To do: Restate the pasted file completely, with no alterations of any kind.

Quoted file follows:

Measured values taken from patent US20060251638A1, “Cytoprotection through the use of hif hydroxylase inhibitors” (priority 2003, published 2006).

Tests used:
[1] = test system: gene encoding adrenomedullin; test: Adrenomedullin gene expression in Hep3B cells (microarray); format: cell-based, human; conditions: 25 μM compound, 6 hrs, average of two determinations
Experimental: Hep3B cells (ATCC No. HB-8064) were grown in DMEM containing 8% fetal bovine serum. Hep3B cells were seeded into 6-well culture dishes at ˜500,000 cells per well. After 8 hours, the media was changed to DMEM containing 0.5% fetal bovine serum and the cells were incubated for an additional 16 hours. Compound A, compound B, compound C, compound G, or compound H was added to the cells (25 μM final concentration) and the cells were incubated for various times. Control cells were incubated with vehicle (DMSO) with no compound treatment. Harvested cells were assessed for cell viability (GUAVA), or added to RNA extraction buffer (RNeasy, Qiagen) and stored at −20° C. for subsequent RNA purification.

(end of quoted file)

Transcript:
Measured values taken from patent US20060251638A1, “Cytoprotection through the use of hif hydroxylase inhibitors” (priority 2003, published 2006).

Tests used:
[1] = test system: gene encoding adrenomedullin; test: Adrenomedullin gene expression in Hep3B cells (microarray); format: cell-based, human; conditions: 25 μM compound, 6 hrs, average of two determinations
Experimental: Hep3B cells (ATCC No. HB-8064) were grown in DMEM containing 8% fetal bovine serum. Hep3B cells were seeded into 6-well culture dishes at ˜500,000 cells per well. After 8 hours, the media was changed to DMEM containing 0.5% fetal bovine serum and the cells were incubated for an additional 16 hours. Compound A, compound B, compound C, compound G, or compound H was added to the cells (25 μM final concentration) and the cells were incubated for various times. Control cells were incubated with vehicle (DMSO) with no compound treatment. Harvested cells were assessed for cell viability (GUAVA), or added to RNA extraction buffer (RNeasy, Qiagen) and stored at −20° C. for subsequent RNA purification.